This part is devoted to significant doctrinal contributions to international legal theory and gives priority to works dealing with changes in the rules and structure of the international community. The aim is to follow the development of the international legal order and the building of the global community heralded at the end of the second millennium. This part is at all times open to report on fresh developments and to debate new, and other contradictory, trends.
Notes and Comments
This part contains short articles on current issues in international/global law. In line with the Yearbook’s orientation, comments addressing international case law are given precedence.
Beginning with the 2008 issue, the Yearbook includes a part entitled “In Focus—Global Policies and Law,” exploring the globalization of politics, communication, economics, culture, and the environment, while identifying objectives, programmes, models, public policy choices and emerging global policies, and considering some of the major issues and challenges facing the world as a whole, in an attempt to enhance the coordination and harmonization of norms and procedures and the implementation of global law.
Forum—Jurisprudential Cross-Fertilization: An Annual Overview
Beginning with the 2010 issue, the Yearbook includes a new part, aiming to compare and analyse the interconnections between the decisions of international courts and tribunals, as a way of exploring and examining judicial dialogue and the development of common legal principles and concepts in all branches of international law.
(p.xviii) To this end we have chosen to focus on the areas of international law in which different international courts operate; therefore, this part consists of seven modules corresponding to the areas listed below (in addition, an introductory module has been added to illustrate key concepts):
Introductory Module. MISSION AND CONCEPTS
Module I. CRIMINAL LAW—The Relationship Between International Criminal Tribunals and their Relationship with the ICJ or Another International Court or Arbitral Tribunal.
Module II. EUROPEAN LAW—The Relationship Between the European Courts and their Relationship with the ICJ or Another International Court or Arbitral Tribunal.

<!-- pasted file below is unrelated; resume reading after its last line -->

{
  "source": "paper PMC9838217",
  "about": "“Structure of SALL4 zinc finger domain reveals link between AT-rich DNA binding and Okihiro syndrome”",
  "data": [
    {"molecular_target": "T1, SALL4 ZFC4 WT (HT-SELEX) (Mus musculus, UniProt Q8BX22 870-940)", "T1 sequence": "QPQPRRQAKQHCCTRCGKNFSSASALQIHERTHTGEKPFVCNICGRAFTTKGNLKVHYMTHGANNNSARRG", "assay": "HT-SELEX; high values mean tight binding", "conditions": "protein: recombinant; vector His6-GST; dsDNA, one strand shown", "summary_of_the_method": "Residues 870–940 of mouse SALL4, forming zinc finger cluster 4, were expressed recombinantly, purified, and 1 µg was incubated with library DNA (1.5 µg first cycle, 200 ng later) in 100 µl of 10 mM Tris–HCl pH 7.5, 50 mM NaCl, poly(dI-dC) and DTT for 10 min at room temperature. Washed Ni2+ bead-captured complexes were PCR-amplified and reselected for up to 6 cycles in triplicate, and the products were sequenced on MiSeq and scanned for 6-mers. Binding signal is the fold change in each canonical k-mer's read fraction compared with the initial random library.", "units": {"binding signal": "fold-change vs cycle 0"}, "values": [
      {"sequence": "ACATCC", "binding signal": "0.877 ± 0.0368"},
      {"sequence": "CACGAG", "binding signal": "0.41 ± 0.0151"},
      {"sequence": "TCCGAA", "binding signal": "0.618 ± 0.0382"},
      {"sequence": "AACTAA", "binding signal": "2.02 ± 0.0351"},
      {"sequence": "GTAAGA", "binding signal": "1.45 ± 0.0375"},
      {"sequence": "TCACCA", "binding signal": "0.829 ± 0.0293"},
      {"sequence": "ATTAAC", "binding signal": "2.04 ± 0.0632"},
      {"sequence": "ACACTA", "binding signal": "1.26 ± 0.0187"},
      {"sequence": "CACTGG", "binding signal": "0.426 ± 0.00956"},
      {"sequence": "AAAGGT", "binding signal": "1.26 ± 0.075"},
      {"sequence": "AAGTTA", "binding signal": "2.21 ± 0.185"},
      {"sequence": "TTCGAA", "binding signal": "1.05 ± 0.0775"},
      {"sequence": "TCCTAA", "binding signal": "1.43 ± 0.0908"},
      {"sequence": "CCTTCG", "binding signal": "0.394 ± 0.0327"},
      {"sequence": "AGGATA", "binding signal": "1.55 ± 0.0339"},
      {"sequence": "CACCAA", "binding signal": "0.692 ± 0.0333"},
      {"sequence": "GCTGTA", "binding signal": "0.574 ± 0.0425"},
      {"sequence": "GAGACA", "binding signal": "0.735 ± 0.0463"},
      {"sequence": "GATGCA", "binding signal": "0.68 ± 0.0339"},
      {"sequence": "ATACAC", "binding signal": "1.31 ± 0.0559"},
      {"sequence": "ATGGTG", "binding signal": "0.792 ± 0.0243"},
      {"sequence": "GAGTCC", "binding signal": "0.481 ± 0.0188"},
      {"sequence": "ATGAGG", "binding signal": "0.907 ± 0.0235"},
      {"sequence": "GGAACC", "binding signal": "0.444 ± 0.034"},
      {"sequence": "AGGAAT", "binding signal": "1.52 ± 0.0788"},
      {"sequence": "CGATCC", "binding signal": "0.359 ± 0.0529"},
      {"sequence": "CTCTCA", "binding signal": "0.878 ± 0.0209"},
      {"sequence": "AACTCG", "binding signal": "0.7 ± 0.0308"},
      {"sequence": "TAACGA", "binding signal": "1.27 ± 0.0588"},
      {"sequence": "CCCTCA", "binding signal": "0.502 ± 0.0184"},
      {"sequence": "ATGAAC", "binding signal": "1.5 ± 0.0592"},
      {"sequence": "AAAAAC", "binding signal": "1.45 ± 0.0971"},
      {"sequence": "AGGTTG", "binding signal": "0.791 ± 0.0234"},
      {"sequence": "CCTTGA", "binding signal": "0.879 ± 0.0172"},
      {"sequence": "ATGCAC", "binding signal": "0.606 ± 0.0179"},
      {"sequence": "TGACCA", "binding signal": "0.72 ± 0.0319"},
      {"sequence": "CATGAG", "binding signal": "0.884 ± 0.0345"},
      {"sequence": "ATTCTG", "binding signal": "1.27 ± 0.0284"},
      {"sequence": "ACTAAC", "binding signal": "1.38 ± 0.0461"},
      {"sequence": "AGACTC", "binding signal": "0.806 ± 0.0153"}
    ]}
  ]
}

Module III. HUMAN RIGHTS LAW—The Relationship Between Courts of Human Rights and their Relationship with the ICJ or Another International Court or Arbitral Tribunal.
Module IV. ECONOMIC AND FINANCIAL LAW—The Relationship Between International Judicial Bodies in Economic Matters and their Relationship with the ICJ or Another International Court or Arbitral Tribunal.
Module V. INVESTMENT LAW—The Relationship Between the ICSID Tribunals and the ICJ or Another International Court or Arbitral Tribunal.
Module VI. ENVIRONMENTAL LAW, LAW OF THE SEA, GLOBAL COMMONS LAW—The Relationship Between the ITLOS and the ICJ or Another International Court or Arbitral Tribunal.
Module VII. INTERNATIONAL AND DOMESTIC LAW—The Relationship Between International Courts and Domestic Courts.
The aim is to identify the emergence of common rules (substantial and procedural) in the various contexts. In each area eminent international law scholars will carry out an analysis of the points of convergence and divergence not just between the decisions handed down by courts operating in the same area but also between the decisions of tribunals and international courts operating in other areas, dealing with different matters, examining the coherence (or lack thereof) of their jurisprudence when they apply the same international norms, also of a customary law nature. In comparing the decisions of the various tribunals, a constant element will be the reference to the International Court of Justice and the way the decisions of other international tribunals relate to its jurisdiction. However, not all the modules will be offered annually but only whenever there are developments in each of them that will be interesting to note.